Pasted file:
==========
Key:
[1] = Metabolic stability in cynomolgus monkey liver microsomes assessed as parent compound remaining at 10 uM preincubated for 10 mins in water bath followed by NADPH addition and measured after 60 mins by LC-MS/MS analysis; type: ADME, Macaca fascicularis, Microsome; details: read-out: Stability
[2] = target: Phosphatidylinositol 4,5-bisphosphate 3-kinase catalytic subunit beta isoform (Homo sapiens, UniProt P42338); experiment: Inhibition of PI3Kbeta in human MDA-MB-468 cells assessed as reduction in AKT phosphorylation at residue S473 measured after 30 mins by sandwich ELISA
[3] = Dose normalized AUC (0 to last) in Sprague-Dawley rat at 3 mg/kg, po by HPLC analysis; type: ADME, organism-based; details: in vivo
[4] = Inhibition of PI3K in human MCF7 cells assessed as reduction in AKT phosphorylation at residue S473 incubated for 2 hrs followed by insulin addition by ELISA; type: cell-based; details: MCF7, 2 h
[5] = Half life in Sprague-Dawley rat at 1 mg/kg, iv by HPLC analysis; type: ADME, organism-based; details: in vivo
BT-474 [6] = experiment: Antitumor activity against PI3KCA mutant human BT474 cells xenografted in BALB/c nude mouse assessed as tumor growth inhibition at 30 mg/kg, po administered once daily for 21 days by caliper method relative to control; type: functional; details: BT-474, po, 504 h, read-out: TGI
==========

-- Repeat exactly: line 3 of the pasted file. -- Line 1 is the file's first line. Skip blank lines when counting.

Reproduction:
[2] = target: Phosphatidylinositol 4,5-bisphosphate 3-kinase catalytic subunit beta isoform (Homo sapiens, UniProt P42338); experiment: Inhibition of PI3Kbeta in human MDA-MB-468 cells assessed as reduction in AKT phosphorylation at residue S473 measured after 30 mins by sandwich ELISA